The strange revelries of modern culture have their roots in ancient rites and religion.
[Steve Myers] It’s Fat Tuesday. It’s the day before Ash Wednesday and it’s party time all around the world whether you’re in Rio de Janeiro, Paris, New Orleans here in the United States is the party town. And it’s the celebrations that are just before Ash Wednesday when people are going to repent and hopefully get right with God is the idea behind it.
[Darris McNeely] Mardi Gras bets up against the period of Lent , which leads up to Easter when some…when according to many religious beliefs something has to be given up as a form of abstinence. And so, the partying, the excess, the revelry right up until Ash Wednesday and that 40 day period becomes…has become more or less just a reason and an excuse to celebrate. You used to live in New Orleans.
[Steve Myers] Yeah, we used to live in New Orleans and it’s interesting Fat Tuesday comes from the idea that you eat as much as you can, you overindulge, you drink as much as you can and then you repent at midnight tonight is when Ash Wednesday begins. They clear the streets. And it’s an amazing time. Normally we got out of town because we saw our fill of things just if you watch the newscast and the debauchery down in the French Quarter. People doing unimaginable things just to get little beads to hang around their necks. I mean, it was surprising to see the things that people would do.
[Darris McNeely] When you look at celebrations like this that really have their roots in Medieval history and even in the ancient world, you recognize that in our own modern expressions of culture we have some blatant examples of what really comes down to idolatry and revelry—something that the Apostle Paul warned against in 1 Corinthians 10:7 1 Corinthians 10:7Neither be you idolaters, as were some of them; as it is written, The people sat down to eat and drink, and rose up to play.
American King James Version×, to the Corinthian church itself a church in a party town. The first century Corinth was quite a…had quite the reputation. But he did say to the people there in verse 7, “Do not become idolaters as were some of them.” And he’s referring to the example of the children of Israel from Exodus 32. “As it written, ‘The people sat down to eat and drank and rose up to play.” The NIV translation puts it, they rose up to indulge in revelries, and it’s a perfect description of any type of excessive celebration that involves alcohol, drinks, sex, immorality that takes people, you know, against the law of God. And in this case, it has religious connotations at least in it’s earliest manifestations as far as what led people to do this.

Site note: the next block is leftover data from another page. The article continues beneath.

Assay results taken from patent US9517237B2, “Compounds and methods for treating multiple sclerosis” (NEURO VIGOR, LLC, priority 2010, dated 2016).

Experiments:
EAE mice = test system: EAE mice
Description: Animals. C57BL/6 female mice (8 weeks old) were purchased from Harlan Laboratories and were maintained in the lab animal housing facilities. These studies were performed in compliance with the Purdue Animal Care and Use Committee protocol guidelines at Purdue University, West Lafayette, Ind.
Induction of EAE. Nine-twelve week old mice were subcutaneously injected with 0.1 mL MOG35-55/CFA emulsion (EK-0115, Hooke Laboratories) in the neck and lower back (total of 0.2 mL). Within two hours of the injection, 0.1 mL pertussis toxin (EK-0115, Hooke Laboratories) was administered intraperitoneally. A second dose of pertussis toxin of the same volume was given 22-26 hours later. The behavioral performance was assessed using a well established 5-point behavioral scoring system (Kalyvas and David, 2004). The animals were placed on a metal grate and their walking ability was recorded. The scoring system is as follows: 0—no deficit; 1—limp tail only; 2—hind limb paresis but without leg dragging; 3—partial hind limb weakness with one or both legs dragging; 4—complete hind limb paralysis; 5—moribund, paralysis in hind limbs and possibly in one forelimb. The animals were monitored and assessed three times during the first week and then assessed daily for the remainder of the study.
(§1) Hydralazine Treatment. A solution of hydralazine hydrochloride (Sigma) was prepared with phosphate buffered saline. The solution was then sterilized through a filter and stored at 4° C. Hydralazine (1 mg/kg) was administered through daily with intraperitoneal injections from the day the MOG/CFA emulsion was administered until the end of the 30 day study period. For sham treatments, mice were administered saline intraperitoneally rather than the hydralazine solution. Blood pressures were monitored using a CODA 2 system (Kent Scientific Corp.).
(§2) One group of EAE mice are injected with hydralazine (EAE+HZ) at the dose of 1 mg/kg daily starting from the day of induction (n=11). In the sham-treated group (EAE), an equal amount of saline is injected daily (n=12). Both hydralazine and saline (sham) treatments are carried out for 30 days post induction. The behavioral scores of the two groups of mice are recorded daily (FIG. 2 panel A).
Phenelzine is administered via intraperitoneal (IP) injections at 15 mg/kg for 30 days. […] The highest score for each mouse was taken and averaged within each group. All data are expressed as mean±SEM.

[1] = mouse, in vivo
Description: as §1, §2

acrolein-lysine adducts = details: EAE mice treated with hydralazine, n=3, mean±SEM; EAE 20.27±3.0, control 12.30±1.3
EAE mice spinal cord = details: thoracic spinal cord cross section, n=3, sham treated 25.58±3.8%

[Steve Myers] In fact, New Orleans is known for its masks. Well, the masks come from New Orleans where they would cover themselves on Mardi Gras, cover their faces so no one would know who was sinning. And that way they wouldn’t be able to hold that against them personally, but they’d repent before God supposedly the next day. But to associate this with religion is, you know, really inexcusable because you cannot. In fact, Paul told the Romans chapter 6 and verse 1. He says, “What shall we say then? Shall we continue in sin that grace may abound?” (Romans 6:1 Romans 6:1What shall we say then? Shall we continue in sin, that grace may abound?
American King James Version×). And Paul says certainly not! We cannot. We cannot sin and then think that somehow we can be right with God when we purposely do that. It’s unacceptable.
[Darris McNeely] When He gives explicit teaching in this regard, it really is a lesson for every one of us wanting to live by every word of God to look at the examples that are around us in our culture of excess, of immorality, of partying and what the Bible describes as revelries and ask some very hard questions about what we do, what goes on, and how far one should go in taking part in those matters—if they should at all.
[Steve Myers] That’s BT Daily . We’ll see you next time.